Not only was Disneyland clean, it was beautiful. There was so much living greenery in the park that when you were in Pooh’s area you felt you were almost in the Hundred Acre Wood. The plants and trees were everywhere and it was lovely. I had not been there for 11 years and what changes they made! We had a hopper pass for the California Adventure Park and that was just as fun. If I was going to go over the edge with roller coasters, this was the one to do it with. California Screamin’ was a stomach dropping, air catching, insanely fast, upside-down loop wild ride. Even my six year old was into it. Between you and me, I was darn happy to only ride it once! :+)

I think the one person of our group that surprised me the most was our four year old! She was a maniac in the fullest sense of the word! If she was tall enough, she rode it. No Matterhorn monsters, rocking bullet trains, steep drops or heights could dissuade her. She was up for it and more and would more often than not have her hands in the air. What a funny little person!

Not only did we have the fun of the parks, but we also visited the Medieval Times. This was a great show: real sword fighting with sparks and maces flying, beautiful well-trained horses, great riding, and jousting to boot! We ate with our hands, cheered for our blue knight, waved our flag in the air, and banged our steins. It was a royal feast and we were the honored guests. WHAT a marvelously fun knight!

We had three whole days in the parks, good food, three restful nights in a fabulous hotel, really wonderful fellowship with two generous and loving people plus two special cousins. The children have superb memories and a whirlwind of excitement that will stay with them forever. Thank you, Steve and Teri, for your kind and marvelous gift to us. We will never forget it.

Warmly,
Kate

Friday, April 08, 2005

It's a small world after all...

We are heading out to the Happiest Place on Earth on Saturday. Now, mind you, I don't know that I think it is *truly* the happiest place on earth because I think that is somewhere in Ireland. Since I have been to both places, I will be better able to give you the scoop when we come home on Tuesday.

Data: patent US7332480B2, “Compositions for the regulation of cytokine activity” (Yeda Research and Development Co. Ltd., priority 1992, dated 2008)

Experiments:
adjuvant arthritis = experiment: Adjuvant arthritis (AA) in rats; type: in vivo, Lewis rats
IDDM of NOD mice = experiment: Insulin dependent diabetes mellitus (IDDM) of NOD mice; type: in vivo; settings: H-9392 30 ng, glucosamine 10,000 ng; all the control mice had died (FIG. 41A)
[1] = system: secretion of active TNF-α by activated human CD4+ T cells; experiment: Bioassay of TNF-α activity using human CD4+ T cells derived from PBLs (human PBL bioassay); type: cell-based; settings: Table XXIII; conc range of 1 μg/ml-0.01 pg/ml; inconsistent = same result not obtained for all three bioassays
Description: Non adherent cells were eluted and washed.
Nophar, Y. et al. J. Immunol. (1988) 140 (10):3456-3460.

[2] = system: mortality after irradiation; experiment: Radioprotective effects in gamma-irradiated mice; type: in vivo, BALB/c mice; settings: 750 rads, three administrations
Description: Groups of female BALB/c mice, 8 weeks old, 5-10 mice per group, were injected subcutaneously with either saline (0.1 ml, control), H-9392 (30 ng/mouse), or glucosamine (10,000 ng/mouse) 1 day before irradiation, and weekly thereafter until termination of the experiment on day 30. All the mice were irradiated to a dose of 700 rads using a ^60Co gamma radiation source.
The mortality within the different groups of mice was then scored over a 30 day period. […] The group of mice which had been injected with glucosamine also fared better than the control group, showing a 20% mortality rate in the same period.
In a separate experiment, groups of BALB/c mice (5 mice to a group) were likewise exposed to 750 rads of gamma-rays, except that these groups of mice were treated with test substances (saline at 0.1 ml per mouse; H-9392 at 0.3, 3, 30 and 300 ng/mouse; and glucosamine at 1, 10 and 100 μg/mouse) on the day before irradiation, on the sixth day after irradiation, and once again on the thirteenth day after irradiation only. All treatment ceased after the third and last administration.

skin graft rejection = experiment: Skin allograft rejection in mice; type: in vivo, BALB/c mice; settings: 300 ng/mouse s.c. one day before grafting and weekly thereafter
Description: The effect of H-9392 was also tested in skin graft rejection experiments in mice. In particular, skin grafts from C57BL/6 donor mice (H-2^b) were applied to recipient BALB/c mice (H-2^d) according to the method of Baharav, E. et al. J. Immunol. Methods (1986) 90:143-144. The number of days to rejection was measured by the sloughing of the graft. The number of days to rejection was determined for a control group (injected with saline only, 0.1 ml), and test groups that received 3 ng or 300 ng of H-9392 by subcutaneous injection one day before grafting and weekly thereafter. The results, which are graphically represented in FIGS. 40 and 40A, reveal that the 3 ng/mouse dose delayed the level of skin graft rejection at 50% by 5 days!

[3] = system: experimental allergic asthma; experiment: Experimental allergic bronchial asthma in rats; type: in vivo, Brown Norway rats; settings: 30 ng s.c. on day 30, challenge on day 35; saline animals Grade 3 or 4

We were truly blessed, overwhelmingly so, by Mark's Aunt and Uncle at Christmas time. They gifted our family with this trip - all expenses paid. All I have to do is bring the diapers for the baby. Now, mind you, I always said I would never bring a baby to an amusement park and that I would never allow my children on a roller coaster. Sigh. It is a humble thing to swallow one's words. We will be doing both. Although some may say that the baby is not quite a baby anymore at two years old. She is a baby to me though!

The children are like this:




and are counting the minutes until we leave and trying not to ask me too many times when we are leaving. It really is fun to do something so entirely for the children that they will so entirely enjoy! It will be just the seven of us and Aunt and Uncle for four days, a two-day pass to Disneyland, and the California Adventure Park.

My speech below on my laundry pile was successful and I spent two and a half hours folding laundry. I probably could do another two and a half hours, but I think we have enough clothes for the weekend. Not only that, but three of my children are already packed! My four year old even strapped on her full backpack tonight ready to hit the road!

It will be a whirlwind weekend and for those of you who pray, if you think of us, please do so for our safety, on the LONG drive down there (8-10 hours) and the roller coasters!!

Warmly,
Kate

Wednesday, April 06, 2005

The Speech to Myself

I see in your eyes the same mountain that would take the heart of me. A day may come when this laundry pile of mine overwhelms me, when I forsake clean towels and break all scoops of soap, but it is not this day. An hour of soiled shirts and dirty pants, when the laundry room comes crashing down, but it is not this day. Today, I fold! For all of the children in my house, and for my dear husband too, I tell you I will sit, and fold my laundry!

So... I guess I had better do it.
Kate

Tuesday, April 05, 2005

In response to Jennifer...

Wow, I love a good discussion! I knew when posting the original write-up to Kim below, that there would be some interesting responses and I truly appreciate them all. I will address Jennifer (who responded in the comments to my post to Kim) because she was the only one with questions and/or comments that necessitate an answer. I am thankful your post was not an attack and appreciate the dialog we can have as people on a subject we may never agree on. You gave me the opportunity to do further study and I hope you take the time to read my answers.

Like I said in my original post, you really need to read the entire book series to understand a lot of what is behind their words, and I always recommend this. Perhaps that is unfortunately, but I do think you can glean a lot from the first book alone. I am not going to attempt to speak for them entirely because they have a website and can do that pretty nicely for themselves. I will say that their entire book/tape/VHS series *have* been viewed by the local child protective services and they came away just fine. They do not advocate abuse in any form, but correction that is intended to sting to be a reminder.